Therapeutic Response Cumulative Drug Effects And Schedule Dependence

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So far we have focused our attention on the time course of drug effect. While the study of these effects can be helpful in understanding the mechanism of drug action and factors affecting efficacy and potency, it usually does not provide information on how drug exposure influences therapeutic response.

Clinical response can be defined as the effect of drug treatment on the clinical endpoint of how the patient feels, functions, or survives. Some clinical responses can be described by composite scales that are commonly used in drug development for regulatory approval [e.g., the Unified Parkinson's Disease Rating Scale (UPDRS) and the Alzheimer's Disease Assessment Scale (ADAS)]. These scales can be treated as if they were continuous measures of drug response and, as discussed in Chapter 20, are amenable to pharmacokinetic-pharmacodynamic modeling involving delayed effects even if no concentrations are available (35). This seemingly broad

Lasix Pharmacokinetics
FIGURE 19.7 The diuretic effect of furosemide is to increase the excretion rate of sodium. The pharmacodynamics of furosemide show a steep concentration effect relationship, with a clear maximum effect (180 mmol/hr of Na+). The ECgg is 1.5 mg/L and the Hill coefficient (n) is 3.

definition of clinical response nevertheless excludes almost all of the drug effects we have discussed so far. For example, some responses are related to the cumulative effects of previous drug doses.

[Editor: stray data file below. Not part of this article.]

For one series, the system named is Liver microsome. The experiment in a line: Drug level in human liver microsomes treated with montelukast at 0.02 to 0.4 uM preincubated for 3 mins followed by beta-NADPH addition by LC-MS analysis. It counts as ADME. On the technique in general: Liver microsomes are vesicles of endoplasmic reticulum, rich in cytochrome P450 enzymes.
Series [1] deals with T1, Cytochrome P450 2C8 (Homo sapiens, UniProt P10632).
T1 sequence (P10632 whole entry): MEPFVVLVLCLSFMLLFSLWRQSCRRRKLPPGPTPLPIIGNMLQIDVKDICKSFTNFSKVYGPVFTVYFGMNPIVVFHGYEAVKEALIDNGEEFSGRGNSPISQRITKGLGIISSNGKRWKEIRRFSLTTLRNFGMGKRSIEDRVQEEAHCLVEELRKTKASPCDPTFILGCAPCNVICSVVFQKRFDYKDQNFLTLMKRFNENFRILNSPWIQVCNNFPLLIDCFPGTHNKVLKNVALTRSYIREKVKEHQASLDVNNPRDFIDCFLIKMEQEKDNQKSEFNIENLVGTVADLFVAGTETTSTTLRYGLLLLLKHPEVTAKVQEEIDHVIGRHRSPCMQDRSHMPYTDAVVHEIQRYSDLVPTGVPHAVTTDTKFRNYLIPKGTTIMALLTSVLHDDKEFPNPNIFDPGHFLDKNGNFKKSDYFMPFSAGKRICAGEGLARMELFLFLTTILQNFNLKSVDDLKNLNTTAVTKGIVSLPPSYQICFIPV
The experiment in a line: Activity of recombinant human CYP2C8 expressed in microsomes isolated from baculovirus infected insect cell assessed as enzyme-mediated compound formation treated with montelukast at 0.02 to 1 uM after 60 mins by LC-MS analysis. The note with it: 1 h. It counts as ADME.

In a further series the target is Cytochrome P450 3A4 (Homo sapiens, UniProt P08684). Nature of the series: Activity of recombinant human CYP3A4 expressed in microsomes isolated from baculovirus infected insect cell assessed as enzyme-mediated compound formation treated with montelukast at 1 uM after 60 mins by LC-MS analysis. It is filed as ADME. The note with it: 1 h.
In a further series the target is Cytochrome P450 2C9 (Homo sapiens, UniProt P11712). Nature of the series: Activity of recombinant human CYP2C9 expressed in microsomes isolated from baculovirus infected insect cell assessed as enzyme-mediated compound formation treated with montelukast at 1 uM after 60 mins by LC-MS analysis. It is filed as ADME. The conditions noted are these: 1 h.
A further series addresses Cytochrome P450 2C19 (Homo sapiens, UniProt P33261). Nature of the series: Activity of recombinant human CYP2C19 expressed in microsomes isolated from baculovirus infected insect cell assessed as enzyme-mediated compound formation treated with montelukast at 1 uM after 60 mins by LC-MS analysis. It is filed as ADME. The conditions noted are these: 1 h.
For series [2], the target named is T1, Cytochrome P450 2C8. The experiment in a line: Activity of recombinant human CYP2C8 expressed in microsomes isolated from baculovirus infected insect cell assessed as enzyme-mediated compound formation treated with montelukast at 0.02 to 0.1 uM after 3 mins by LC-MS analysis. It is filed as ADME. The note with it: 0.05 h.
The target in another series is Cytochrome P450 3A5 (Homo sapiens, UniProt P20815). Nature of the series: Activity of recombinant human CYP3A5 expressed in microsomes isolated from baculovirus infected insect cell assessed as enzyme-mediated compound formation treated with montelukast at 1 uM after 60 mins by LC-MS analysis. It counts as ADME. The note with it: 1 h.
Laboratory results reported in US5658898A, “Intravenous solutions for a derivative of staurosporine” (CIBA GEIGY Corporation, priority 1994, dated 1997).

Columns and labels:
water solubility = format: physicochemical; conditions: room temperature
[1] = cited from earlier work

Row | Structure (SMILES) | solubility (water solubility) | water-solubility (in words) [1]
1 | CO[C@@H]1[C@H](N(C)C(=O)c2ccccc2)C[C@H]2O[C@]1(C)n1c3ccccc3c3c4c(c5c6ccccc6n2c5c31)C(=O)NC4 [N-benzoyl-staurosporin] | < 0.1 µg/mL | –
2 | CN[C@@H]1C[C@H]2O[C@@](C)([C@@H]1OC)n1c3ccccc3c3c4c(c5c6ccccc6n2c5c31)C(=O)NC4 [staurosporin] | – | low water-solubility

The acute treatment of congestive heart failure commonly involves the use of a diuretic to get rid of excess fluid that has accumulated as edema of the lungs and lower extremities. As shown in Figure 19.7, a high-efficacy diuretic such as furosemide has a steep concentration effect relationship, with a clearly defined maximum effect on sodium excretion. After an oral furosemide dose of 120 mg that causes almost maximal sodium excretion, the time course of drug concentrations reaches a peak about 6 mg/L, which is well above the ECsg of 1.5 mg/L (Figure 19.8). A lower dose of 40 mg produces concentrations that are one-third of the 120-mg dose, but the natriuretic effects are not decreased in proportion to the dose. When three 40-mg doses are given over 12 hours, the cumulative effect measured by total sodium excretion is 50% greater than that seen after a single 120-mg dose. Despite the same total dose and the same cumulative area under the concentration time curve from the two patterns of dosing, the clinical response would be less with the single 120-mg dose. This is an example of the phenomenon of schedule dependence.

Schedule dependence occurs when the drug effect is reversible, the concentrations exceed the EC5g so that effects approach Emax with proportionately less drug effect at high concentrations, and the clinical response is related to the cumulative drug effect. The phenomenon is expected to be quite common but is not often recognized clinically because of wide variability in response and other confounding factors such as disease progression.